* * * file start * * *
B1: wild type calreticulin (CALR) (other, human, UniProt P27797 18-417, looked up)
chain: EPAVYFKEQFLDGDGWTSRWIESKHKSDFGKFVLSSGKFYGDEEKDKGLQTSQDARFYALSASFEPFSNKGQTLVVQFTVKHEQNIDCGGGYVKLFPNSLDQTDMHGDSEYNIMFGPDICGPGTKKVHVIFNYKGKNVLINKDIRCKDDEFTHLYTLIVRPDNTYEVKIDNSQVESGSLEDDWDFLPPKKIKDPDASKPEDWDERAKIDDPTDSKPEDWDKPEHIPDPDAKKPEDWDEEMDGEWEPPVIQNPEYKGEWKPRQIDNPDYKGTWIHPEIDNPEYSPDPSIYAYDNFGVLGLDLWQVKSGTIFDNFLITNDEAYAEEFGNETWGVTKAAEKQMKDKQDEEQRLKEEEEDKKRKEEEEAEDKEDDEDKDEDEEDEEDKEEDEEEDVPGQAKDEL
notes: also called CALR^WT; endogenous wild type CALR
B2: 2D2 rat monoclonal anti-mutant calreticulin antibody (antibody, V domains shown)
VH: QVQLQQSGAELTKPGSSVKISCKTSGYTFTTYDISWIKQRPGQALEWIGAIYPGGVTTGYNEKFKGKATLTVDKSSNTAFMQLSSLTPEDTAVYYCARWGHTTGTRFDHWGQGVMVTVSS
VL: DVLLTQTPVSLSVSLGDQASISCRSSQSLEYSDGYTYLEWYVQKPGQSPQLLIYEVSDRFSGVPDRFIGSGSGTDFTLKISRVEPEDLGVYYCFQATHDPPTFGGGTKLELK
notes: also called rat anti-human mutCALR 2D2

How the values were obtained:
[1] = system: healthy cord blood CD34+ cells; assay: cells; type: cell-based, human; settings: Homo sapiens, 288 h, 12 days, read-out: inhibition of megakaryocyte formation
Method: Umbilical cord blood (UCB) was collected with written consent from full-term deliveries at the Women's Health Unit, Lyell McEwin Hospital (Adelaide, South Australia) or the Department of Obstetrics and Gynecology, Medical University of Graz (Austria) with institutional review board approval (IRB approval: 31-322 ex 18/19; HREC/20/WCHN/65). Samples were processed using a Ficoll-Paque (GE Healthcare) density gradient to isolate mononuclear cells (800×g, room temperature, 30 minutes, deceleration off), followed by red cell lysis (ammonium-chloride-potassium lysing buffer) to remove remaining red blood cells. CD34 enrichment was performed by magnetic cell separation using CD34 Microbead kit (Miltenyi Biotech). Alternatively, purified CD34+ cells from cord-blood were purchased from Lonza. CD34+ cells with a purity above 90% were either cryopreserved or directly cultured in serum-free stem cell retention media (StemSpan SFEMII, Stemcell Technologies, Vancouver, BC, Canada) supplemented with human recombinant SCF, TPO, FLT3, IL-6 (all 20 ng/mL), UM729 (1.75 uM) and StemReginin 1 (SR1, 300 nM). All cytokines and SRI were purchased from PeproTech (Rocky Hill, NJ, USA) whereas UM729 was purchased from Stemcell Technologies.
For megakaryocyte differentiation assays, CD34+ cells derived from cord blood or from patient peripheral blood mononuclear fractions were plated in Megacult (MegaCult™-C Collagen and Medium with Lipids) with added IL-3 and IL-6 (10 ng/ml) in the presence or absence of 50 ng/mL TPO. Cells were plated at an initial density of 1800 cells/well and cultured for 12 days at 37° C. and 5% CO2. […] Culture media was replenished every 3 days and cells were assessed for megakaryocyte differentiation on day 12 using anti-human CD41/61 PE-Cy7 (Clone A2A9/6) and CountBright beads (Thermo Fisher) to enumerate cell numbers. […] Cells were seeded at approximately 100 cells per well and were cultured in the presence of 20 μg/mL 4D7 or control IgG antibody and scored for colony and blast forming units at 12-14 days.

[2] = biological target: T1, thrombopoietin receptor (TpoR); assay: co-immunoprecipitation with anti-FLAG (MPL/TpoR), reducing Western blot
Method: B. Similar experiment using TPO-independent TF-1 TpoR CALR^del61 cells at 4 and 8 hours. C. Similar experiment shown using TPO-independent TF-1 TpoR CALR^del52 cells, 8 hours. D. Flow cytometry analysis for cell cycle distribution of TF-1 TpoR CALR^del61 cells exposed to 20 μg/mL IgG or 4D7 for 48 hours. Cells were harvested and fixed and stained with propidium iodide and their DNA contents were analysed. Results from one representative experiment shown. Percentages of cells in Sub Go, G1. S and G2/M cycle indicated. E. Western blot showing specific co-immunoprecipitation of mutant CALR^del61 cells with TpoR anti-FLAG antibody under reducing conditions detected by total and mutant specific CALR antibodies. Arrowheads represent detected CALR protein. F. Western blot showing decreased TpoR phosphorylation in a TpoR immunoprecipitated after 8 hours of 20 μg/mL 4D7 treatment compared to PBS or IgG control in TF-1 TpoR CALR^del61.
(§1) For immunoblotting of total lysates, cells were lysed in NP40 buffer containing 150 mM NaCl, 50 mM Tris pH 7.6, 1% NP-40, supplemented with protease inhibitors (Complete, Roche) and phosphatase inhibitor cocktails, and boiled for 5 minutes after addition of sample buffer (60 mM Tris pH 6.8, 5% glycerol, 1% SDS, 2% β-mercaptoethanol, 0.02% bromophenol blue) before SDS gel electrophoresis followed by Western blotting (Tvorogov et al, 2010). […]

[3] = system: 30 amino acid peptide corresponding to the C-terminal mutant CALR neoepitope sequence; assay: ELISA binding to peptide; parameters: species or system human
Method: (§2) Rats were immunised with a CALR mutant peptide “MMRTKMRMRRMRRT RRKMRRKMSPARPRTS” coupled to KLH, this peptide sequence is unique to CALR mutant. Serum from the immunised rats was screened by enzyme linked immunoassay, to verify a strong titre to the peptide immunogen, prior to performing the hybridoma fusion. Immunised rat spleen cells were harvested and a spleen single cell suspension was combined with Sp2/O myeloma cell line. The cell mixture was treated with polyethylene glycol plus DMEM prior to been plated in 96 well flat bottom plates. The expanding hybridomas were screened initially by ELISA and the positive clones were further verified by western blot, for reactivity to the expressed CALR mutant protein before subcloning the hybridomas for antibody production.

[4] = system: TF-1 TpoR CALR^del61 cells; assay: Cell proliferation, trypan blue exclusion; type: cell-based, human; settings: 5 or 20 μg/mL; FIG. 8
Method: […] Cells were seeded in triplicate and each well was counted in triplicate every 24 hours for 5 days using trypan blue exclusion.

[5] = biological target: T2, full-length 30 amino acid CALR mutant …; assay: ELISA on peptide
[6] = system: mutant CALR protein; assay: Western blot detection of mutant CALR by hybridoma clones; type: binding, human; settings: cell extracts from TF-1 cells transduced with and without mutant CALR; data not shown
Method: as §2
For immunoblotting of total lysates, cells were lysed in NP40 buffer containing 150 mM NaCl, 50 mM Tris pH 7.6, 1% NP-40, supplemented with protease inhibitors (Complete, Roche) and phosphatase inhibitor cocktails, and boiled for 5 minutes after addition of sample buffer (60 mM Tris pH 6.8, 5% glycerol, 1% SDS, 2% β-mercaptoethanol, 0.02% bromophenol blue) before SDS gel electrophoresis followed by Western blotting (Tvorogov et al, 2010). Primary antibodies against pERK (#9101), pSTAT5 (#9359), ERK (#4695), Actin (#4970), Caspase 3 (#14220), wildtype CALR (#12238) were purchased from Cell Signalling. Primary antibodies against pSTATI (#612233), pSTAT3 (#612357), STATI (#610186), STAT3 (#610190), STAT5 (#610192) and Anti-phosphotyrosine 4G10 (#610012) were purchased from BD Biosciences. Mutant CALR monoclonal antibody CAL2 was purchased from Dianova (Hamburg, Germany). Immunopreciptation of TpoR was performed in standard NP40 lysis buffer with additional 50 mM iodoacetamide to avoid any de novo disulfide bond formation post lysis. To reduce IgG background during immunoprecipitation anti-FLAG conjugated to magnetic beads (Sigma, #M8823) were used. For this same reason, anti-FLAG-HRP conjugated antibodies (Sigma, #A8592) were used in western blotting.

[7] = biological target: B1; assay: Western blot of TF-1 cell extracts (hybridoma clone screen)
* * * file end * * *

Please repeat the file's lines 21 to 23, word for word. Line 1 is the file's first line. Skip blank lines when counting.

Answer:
Method: as §2
For immunoblotting of total lysates, cells were lysed in NP40 buffer containing 150 mM NaCl, 50 mM Tris pH 7.6, 1% NP-40, supplemented with protease inhibitors (Complete, Roche) and phosphatase inhibitor cocktails, and boiled for 5 minutes after addition of sample buffer (60 mM Tris pH 6.8, 5% glycerol, 1% SDS, 2% β-mercaptoethanol, 0.02% bromophenol blue) before SDS gel electrophoresis followed by Western blotting (Tvorogov et al, 2010). Primary antibodies against pERK (#9101), pSTAT5 (#9359), ERK (#4695), Actin (#4970), Caspase 3 (#14220), wildtype CALR (#12238) were purchased from Cell Signalling. Primary antibodies against pSTATI (#612233), pSTAT3 (#612357), STATI (#610186), STAT3 (#610190), STAT5 (#610192) and Anti-phosphotyrosine 4G10 (#610012) were purchased from BD Biosciences. Mutant CALR monoclonal antibody CAL2 was purchased from Dianova (Hamburg, Germany). Immunopreciptation of TpoR was performed in standard NP40 lysis buffer with additional 50 mM iodoacetamide to avoid any de novo disulfide bond formation post lysis. To reduce IgG background during immunoprecipitation anti-FLAG conjugated to magnetic beads (Sigma, #M8823) were used. For this same reason, anti-FLAG-HRP conjugated antibodies (Sigma, #A8592) were used in western blotting.

[7] = biological target: B1; assay: Western blot of TF-1 cell extracts (hybridoma clone screen)